Allahabad H.C : Whether, in the facts and in the circumstances of the case, the levy of penalty under section 271(1)(c) is justified or not?

High Court Of Allahabad

Rave Entertainment (P.) Ltd. vs. CIT

Section 271(1)(c)

Assessment year 2006-2007

Arun Tandon And Dr. Satish Chandra, JJ.

IT Appeal No. 65 Of 2015

April 16, 2015

JUDGMENT

1. The present appeal is filed by the assessee against the impugned order dated November 28, 2014, passed by the Income-tax Appellate Tribunal, Lucknow, in I. T. A. No. 125/LKW/2012 for the assessment year 2006-07.

2. On March 25, 2015, the appeal was admitted by this court on the following substantial question of law :

“Whether, in the facts and in the circumstances of the case, the levy of penalty under section 271(1)(c) is justified or not?”

3. The brief facts of the case are that the appellant-assessee is a private limited company. During the assessment year 2002-03, the assessee was engaged in the construction of multiplex theatre but the same could not become commercially operational and functional even after the “trial runs”. So on November 7, 2002, the assessee has filed the return showing nil income where no depreciation was claimed on capital expenditure. But the Assessing Officer suo motu has allowed the depreciation by taking the view that the “trial runs” having been carried out by the assessee, so the project is complete.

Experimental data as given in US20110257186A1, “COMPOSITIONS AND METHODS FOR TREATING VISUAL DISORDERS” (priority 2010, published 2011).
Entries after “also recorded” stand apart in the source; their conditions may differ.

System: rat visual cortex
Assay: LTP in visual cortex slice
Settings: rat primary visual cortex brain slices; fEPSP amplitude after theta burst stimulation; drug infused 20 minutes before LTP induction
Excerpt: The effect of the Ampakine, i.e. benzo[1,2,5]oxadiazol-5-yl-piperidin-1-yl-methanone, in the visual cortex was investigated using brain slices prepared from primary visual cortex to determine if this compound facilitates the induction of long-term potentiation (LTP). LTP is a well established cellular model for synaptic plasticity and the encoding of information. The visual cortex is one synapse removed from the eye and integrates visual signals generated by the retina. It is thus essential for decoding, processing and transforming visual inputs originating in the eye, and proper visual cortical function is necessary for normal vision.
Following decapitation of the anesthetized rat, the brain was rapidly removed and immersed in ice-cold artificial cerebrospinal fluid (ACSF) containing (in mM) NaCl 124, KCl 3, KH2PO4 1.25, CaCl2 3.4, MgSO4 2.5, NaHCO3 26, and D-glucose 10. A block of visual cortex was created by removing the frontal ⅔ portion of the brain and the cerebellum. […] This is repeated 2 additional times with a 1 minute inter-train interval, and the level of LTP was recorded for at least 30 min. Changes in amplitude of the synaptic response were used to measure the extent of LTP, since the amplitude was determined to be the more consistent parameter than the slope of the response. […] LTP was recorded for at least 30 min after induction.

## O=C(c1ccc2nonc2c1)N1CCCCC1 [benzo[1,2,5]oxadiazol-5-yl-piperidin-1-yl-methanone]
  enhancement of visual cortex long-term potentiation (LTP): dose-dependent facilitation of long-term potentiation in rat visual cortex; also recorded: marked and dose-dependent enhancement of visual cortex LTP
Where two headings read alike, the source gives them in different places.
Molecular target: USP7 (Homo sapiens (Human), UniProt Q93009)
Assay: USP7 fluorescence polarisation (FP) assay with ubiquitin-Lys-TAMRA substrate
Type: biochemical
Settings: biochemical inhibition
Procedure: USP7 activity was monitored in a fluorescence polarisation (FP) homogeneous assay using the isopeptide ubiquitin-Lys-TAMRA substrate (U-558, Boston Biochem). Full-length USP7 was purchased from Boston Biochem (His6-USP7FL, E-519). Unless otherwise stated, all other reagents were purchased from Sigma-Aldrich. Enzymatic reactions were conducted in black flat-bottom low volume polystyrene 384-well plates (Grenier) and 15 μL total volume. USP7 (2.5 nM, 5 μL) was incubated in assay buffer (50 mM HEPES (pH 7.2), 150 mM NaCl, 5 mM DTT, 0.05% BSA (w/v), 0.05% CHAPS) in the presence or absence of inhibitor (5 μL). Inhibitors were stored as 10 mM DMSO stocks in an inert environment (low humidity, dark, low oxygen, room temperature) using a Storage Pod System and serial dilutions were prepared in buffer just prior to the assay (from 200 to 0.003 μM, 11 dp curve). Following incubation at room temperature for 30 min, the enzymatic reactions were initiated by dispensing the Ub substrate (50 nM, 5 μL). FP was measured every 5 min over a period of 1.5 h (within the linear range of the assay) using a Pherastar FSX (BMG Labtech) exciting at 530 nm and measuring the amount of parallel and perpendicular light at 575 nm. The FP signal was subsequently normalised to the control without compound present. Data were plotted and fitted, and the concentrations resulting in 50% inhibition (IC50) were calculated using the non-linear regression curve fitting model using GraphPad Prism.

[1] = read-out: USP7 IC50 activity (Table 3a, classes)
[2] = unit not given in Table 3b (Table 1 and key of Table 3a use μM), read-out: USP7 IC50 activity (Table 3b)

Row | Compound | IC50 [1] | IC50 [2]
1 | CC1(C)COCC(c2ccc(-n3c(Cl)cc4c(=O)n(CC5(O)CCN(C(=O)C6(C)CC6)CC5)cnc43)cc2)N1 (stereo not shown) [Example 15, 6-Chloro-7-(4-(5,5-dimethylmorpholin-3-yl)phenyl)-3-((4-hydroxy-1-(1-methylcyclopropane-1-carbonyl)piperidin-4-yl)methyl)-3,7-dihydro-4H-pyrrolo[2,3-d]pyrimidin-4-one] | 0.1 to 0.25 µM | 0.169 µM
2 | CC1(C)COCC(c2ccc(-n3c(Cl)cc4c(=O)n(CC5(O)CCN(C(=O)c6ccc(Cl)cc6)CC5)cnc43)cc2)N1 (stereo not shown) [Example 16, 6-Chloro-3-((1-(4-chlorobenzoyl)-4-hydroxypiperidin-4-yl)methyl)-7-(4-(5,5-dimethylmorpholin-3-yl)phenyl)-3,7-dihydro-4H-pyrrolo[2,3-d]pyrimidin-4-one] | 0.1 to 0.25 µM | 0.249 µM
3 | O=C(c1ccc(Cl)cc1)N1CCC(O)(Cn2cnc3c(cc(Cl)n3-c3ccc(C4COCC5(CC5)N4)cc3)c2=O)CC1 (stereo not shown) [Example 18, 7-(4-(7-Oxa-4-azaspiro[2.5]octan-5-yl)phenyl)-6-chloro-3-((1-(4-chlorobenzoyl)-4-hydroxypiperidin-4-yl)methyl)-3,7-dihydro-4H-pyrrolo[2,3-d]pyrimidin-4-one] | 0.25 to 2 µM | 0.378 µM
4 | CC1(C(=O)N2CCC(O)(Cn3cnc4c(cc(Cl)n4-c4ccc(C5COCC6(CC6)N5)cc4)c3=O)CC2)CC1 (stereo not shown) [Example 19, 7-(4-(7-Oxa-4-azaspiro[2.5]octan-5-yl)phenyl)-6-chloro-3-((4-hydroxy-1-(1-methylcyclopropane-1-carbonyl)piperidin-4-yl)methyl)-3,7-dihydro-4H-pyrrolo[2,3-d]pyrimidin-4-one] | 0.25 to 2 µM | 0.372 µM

4. For the assessment year 2003-04 onwards, the assessee has claimed deduction under section 80-IB(7A) of the Income-tax Act though there was no positive income. Similarly, in the assessment year 2004-05, the assessee has claimed the deduction under section 80-IB(7A) of the Act but the same was denied by the Assessing Officer.

5. For the assessment year under consideration (2006-07), the appellant was advised to claim the deduction under section 80-IB(7A) of the Act, for the reason that the Assessing Officer in the assessment year 2002-03, has considered the completion of the project. For the purpose, the assessee has submitted the audit report in the prescribed form 10CCBA of the Income-tax Rules, 1962. However, the claim was rejected by the Assessing Officer, vide order dated December 26, 2008.